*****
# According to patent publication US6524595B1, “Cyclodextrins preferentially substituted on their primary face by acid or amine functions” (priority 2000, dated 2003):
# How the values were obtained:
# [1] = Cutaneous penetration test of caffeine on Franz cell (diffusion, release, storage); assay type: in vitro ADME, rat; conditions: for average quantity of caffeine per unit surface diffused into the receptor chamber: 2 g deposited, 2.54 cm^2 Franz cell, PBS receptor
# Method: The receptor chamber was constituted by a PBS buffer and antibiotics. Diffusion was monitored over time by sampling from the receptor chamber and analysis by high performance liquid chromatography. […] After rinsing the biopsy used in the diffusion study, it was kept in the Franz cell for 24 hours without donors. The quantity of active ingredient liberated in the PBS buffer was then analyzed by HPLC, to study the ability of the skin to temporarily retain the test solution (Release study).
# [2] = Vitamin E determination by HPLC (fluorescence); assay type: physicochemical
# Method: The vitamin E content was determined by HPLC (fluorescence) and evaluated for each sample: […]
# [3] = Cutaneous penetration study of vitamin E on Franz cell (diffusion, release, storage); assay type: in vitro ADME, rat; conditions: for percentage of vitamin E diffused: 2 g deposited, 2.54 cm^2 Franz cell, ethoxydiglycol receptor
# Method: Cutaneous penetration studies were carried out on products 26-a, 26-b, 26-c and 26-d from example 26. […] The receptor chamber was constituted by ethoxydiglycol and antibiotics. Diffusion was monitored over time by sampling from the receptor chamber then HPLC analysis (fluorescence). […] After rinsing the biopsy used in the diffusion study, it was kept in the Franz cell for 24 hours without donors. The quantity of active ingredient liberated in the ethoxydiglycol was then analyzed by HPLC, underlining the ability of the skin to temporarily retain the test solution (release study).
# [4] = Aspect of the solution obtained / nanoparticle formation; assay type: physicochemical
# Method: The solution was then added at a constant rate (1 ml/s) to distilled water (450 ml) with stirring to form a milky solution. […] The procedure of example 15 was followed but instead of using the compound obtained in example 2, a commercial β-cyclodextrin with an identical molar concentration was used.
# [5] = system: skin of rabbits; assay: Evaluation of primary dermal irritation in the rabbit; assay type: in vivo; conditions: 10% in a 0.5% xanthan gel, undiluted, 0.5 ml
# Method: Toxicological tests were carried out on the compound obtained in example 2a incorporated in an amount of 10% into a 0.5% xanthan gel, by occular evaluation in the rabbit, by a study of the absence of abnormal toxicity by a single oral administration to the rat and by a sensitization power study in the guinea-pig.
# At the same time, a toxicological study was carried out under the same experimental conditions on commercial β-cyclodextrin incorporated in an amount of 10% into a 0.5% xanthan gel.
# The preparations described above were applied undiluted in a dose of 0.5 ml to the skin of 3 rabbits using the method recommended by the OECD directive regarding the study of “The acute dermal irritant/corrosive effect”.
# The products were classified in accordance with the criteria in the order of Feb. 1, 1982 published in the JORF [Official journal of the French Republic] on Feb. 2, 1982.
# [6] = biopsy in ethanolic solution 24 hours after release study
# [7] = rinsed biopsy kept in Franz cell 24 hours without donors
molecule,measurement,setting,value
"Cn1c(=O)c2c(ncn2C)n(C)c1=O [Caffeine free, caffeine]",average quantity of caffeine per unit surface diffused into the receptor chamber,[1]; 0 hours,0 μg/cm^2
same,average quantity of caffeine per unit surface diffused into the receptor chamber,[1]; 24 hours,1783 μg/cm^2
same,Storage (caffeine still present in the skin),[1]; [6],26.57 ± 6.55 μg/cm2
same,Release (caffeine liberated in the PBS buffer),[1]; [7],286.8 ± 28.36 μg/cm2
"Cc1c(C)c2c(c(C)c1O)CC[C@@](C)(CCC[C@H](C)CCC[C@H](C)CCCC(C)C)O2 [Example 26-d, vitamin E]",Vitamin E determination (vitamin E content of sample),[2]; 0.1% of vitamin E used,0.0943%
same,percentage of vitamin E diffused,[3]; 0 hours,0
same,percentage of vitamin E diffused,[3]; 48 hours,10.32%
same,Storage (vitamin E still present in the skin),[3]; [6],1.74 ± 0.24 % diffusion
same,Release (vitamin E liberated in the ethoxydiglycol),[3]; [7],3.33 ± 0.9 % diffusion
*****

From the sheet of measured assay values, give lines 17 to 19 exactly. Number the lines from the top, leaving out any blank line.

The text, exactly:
# [7] = rinsed biopsy kept in Franz cell 24 hours without donors
molecule,measurement,setting,value
"Cn1c(=O)c2c(ncn2C)n(C)c1=O [Caffeine free, caffeine]",average quantity of caffeine per unit surface diffused into the receptor chamber,[1]; 0 hours,0 μg/cm^2